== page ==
Saudi monarch, King Salman bn Abdulazeez on Friday said this year’s hajj constituted greater challenge to the Saudi authorities as “double efforts” were required to prepare the ground for minimal number of participants amid COVID-19 pandemic.
King Salman revealed this after he was discharged a day earlier from hospital following gall bladder surgery.
Pilgrims from around the world could not perform the yearly rituals at the holy land, leaving only about 10,000 people who are resident in the kingdom, a shortfall of over 2 million people, considering the 2.5 million that participated in 2019.
“Holding the ritual in the shadow of this pandemic… required reducing the numbers of pilgrims, but it obliged various official agencies to put in double efforts,” 84-year-old King Salman said in a speech read out on state television by acting media minister Majid Al-Qasabi.
“The hajj this year was restricted to a very limited number of people from multiple nationalities, ensuring the ritual was completed despite the difficult circumstances,” he said.
Salman was discharged from a hospital in the capital Riyadh after more than a week following surgery to remove his gall bladder, the Royal Court said. The court said in a statement late Thursday the monarch, 84, left the King Faisal Specialist Hospital after a recovery.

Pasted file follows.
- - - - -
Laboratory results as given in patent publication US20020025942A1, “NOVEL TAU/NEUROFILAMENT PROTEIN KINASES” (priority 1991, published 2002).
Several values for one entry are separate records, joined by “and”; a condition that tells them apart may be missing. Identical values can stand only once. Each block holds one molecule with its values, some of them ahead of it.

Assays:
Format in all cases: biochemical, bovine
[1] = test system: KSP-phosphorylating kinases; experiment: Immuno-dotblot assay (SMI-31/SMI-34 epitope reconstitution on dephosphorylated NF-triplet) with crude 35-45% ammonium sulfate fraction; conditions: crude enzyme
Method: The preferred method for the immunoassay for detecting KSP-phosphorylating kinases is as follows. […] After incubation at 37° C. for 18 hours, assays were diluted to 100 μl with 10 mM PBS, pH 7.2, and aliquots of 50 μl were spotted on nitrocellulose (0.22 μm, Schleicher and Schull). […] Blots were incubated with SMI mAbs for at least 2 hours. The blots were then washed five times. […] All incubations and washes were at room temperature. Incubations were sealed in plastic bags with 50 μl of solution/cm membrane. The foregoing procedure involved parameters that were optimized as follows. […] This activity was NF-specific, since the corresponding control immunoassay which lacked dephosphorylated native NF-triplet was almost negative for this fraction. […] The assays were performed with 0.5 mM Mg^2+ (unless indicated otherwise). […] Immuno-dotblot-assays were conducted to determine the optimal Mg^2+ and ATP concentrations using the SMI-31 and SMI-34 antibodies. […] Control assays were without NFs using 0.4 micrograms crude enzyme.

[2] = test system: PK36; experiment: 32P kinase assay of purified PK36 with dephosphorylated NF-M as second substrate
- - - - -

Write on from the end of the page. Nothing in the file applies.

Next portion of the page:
King Salman was admitted to the hospital July 20 with inflammation of his gall bladder. A few days later, he was operated on. The procedure was described as a laparoscopic surgery – a low-risk procedure that usually involves only small incisions and a tiny camera to aid the surgeons’ work.
The gallbladder, a small, pouch-like organ near the liver that stores bile, can easily be removed and is not critical for life. Surgeons often take it out if it begins to bother a patient.
He was reported last week to have chaired a meeting via video from the hospital before his surgery. A video aired by state media at the time showed him reading and going through documents.
There has been much speculation about the health of King Salman, who has ruled oil-rich Saudi Arabia since 2015.
In 2017, he ceded most of his power to MBS, who is next in line to the throne.